Understanding chronic fatigue syndrome

Chronic fatigue syndrome is a disorder that makes one feel very tired all the time. Sometimes the disorder is so bad that it makes it hard for someone to do their normal activities. Although it is not likely to shorten one’s life, chronic fatigue syndrome can have a profound effect on one’s quality of life.

The causes of chronic fatigue syndrome aren’t well-understood. Some theories include viral infection, psychological stress, or a combination of factors. Because no single cause has been identified, and because many other illnesses produce similar symptoms, chronic fatigue syndrome can be difficult to diagnose and manage. There are no tests for this condition, so the health-care providers will have to rule out other possible medical causes for one’s fatigue.

While chronic fatigue syndrome has in the past been a controversial diagnosis, it’s now widely accepted as a real medical condition. Chronic fatigue syndrome can affect anyone, though it’s more common among; young and middle-aged adults than in children or older adults, women in their 40s and 50s, and it is more likely to be diagnosed in white (non-Hispanic) people compared to other ethnic groups.

The symptoms of chronic fatigue syndrome vary based on the individual affected and the severity of the condition. The most common symptom is fatigue that’s severe enough to interfere with your daily activities.

For this condition to be diagnosed, fatigue should last for at least six months and not be curable with bed rest. Additionally, one should have at least four other associated symptoms such as; loss of memory or concentration, feeling unrefreshed after a night’s sleep, chronic insomnia (sleep disturbances), muscle pains, frequent headaches, multi-joint pain without redness or swelling, frequent sore throat, tender and swollen lymph nodes in the neck or armpits

One may also experience extreme fatigue after physical or mental activities. This can last for more than 24 hours after the activity.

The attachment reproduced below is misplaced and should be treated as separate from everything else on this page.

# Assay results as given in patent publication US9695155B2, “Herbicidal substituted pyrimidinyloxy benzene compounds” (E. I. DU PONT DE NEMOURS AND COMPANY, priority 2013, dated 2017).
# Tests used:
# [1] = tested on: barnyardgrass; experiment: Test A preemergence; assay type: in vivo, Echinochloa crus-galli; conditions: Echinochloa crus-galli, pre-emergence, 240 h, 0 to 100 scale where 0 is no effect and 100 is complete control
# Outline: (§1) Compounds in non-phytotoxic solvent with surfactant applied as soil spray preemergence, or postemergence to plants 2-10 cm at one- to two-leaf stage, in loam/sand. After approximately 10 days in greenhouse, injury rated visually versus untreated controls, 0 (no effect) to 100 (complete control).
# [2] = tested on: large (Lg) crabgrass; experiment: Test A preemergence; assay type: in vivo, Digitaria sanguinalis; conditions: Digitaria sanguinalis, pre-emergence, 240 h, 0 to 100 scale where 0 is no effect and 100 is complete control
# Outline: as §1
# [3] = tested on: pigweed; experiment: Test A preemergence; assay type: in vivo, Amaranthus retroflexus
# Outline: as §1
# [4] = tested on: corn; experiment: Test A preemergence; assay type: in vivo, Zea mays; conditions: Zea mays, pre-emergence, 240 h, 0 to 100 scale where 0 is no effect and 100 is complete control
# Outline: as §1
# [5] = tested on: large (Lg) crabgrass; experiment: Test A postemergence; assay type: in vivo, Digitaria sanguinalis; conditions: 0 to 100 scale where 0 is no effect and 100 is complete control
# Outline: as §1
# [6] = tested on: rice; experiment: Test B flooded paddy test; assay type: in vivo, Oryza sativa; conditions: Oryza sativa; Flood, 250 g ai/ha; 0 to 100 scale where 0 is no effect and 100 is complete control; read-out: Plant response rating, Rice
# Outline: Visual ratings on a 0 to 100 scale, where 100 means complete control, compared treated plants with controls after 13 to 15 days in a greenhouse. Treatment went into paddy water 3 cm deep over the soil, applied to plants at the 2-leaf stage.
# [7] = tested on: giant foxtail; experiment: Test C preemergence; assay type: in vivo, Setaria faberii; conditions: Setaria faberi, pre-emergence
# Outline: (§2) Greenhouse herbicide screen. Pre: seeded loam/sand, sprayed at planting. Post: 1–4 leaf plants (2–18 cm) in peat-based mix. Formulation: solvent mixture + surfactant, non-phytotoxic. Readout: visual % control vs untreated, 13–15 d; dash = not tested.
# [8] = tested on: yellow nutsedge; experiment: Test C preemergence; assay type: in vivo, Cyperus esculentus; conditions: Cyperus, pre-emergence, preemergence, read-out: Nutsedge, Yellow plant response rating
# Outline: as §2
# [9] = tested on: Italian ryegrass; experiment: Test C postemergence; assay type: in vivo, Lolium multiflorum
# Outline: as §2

People are sometimes affected by this condition in cycles, with periods of feeling worse and then better again. Symptoms may sometimes even disappear completely (remission). However, it’s still possible for them to come back again later (relapse). The cycle of remission and relapse can make it difficult to manage ones symptoms.

Chronic fatigue syndrome is usually diagnosed based upon a medical history and physical examination. Blood or urine testing may be done to rule out other conditions, but are not needed to diagnose this condition.

There is no cure for chronic fatigue syndrome currently; the goal of treatment is to reduce symptoms of fatigue and help one to cope. Many therapies have been tried in this condition but none has been consistently successful.

Cognitive behavioural therapy (CBT) is a type of “talk” therapy that is known to ease with one’s symptoms of chronic fatigue syndrome. During CBT, the patient shares with a psychologist or counsellor about the things that they think and do. Then he or she helps them to change how they see their situation and how they react to these situations. This trains one to cope better with their condition.

Exercise sometimes makes chronic fatigue syndrome symptoms worse, but not exercising at all can also make symptoms worse. People with chronic fatigue syndrome are recommended to do gentle exercises. As one gets used to that, they can slowly increase the amount of exercise they do. Sometimes it helps to work with a trainer who understands chronic fatigue syndrome whenever possible.

Making some changes to one’s lifestyle can help reduce on the severity of one’s symptoms. Limiting or eliminating caffeine intake, alcohol consumption, avoiding day naps and creating a daily sleep routine can improve one’s quality of sleep

Dr. Ian Shyaka
Resident in Surgery, Rwanda Military Hospital,


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